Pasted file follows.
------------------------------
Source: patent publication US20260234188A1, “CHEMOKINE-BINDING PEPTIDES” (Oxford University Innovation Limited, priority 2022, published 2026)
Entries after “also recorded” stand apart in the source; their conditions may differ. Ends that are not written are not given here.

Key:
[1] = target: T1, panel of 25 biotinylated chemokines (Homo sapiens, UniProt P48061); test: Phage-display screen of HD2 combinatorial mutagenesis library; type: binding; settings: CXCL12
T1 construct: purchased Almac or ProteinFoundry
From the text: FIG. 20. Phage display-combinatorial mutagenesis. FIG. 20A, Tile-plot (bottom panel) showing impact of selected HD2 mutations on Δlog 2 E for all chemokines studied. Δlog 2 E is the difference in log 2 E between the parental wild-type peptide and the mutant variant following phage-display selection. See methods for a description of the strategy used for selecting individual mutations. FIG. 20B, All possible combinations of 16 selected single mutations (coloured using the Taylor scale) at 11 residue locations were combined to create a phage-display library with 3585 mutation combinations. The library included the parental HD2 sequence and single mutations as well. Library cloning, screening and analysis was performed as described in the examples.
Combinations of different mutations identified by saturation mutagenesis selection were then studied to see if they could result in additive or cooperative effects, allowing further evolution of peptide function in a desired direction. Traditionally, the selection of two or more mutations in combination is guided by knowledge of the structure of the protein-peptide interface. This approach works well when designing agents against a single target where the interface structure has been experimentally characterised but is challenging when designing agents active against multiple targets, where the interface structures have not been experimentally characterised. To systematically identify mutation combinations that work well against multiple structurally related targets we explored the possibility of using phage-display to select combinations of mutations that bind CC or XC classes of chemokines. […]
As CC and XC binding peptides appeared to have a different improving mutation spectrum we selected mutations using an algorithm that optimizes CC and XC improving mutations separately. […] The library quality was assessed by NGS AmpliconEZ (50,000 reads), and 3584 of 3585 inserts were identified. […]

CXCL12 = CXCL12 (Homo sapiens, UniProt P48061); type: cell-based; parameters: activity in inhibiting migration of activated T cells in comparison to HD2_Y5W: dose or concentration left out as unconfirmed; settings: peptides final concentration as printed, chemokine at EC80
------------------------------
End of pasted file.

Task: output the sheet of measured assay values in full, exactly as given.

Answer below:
Source: patent publication US20260234188A1, “CHEMOKINE-BINDING PEPTIDES” (Oxford University Innovation Limited, priority 2022, published 2026)
Entries after “also recorded” stand apart in the source; their conditions may differ. Ends that are not written are not given here.

Key:
[1] = target: T1, panel of 25 biotinylated chemokines (Homo sapiens, UniProt P48061); test: Phage-display screen of HD2 combinatorial mutagenesis library; type: binding; settings: CXCL12
T1 construct: purchased Almac or ProteinFoundry
From the text: FIG. 20. Phage display-combinatorial mutagenesis. FIG. 20A, Tile-plot (bottom panel) showing impact of selected HD2 mutations on Δlog 2 E for all chemokines studied. Δlog 2 E is the difference in log 2 E between the parental wild-type peptide and the mutant variant following phage-display selection. See methods for a description of the strategy used for selecting individual mutations. FIG. 20B, All possible combinations of 16 selected single mutations (coloured using the Taylor scale) at 11 residue locations were combined to create a phage-display library with 3585 mutation combinations. The library included the parental HD2 sequence and single mutations as well. Library cloning, screening and analysis was performed as described in the examples.
Combinations of different mutations identified by saturation mutagenesis selection were then studied to see if they could result in additive or cooperative effects, allowing further evolution of peptide function in a desired direction. Traditionally, the selection of two or more mutations in combination is guided by knowledge of the structure of the protein-peptide interface. This approach works well when designing agents against a single target where the interface structure has been experimentally characterised but is challenging when designing agents active against multiple targets, where the interface structures have not been experimentally characterised. To systematically identify mutation combinations that work well against multiple structurally related targets we explored the possibility of using phage-display to select combinations of mutations that bind CC or XC classes of chemokines. […]
As CC and XC binding peptides appeared to have a different improving mutation spectrum we selected mutations using an algorithm that optimizes CC and XC improving mutations separately. […] The library quality was assessed by NGS AmpliconEZ (50,000 reads), and 3584 of 3585 inserts were identified. […]

CXCL12 = CXCL12 (Homo sapiens, UniProt P48061); type: cell-based; parameters: activity in inhibiting migration of activated T cells in comparison to HD2_Y5W: dose or concentration left out as unconfirmed; settings: peptides final concentration as printed, chemokine at EC80